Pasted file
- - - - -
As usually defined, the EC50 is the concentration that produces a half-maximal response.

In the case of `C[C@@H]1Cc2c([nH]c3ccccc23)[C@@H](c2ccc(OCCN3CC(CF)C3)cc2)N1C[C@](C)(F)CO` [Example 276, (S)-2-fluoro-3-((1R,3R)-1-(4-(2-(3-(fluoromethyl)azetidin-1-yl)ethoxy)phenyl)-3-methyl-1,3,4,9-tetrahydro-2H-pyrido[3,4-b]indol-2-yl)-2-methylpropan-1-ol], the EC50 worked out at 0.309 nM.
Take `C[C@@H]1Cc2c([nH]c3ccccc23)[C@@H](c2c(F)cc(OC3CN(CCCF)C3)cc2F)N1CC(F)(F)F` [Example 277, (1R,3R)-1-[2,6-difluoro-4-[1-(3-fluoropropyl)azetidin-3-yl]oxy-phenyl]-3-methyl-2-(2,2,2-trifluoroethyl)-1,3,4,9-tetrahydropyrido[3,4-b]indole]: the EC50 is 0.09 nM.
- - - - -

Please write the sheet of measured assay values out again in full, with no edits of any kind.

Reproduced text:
As usually defined, the EC50 is the concentration that produces a half-maximal response.

In the case of `C[C@@H]1Cc2c([nH]c3ccccc23)[C@@H](c2ccc(OCCN3CC(CF)C3)cc2)N1C[C@](C)(F)CO` [Example 276, (S)-2-fluoro-3-((1R,3R)-1-(4-(2-(3-(fluoromethyl)azetidin-1-yl)ethoxy)phenyl)-3-methyl-1,3,4,9-tetrahydro-2H-pyrido[3,4-b]indol-2-yl)-2-methylpropan-1-ol], the EC50 worked out at 0.309 nM.
Take `C[C@@H]1Cc2c([nH]c3ccccc23)[C@@H](c2c(F)cc(OC3CN(CCCF)C3)cc2F)N1CC(F)(F)F` [Example 277, (1R,3R)-1-[2,6-difluoro-4-[1-(3-fluoropropyl)azetidin-3-yl]oxy-phenyl]-3-methyl-2-(2,2,2-trifluoroethyl)-1,3,4,9-tetrahydropyrido[3,4-b]indole]: the EC50 is 0.09 nM.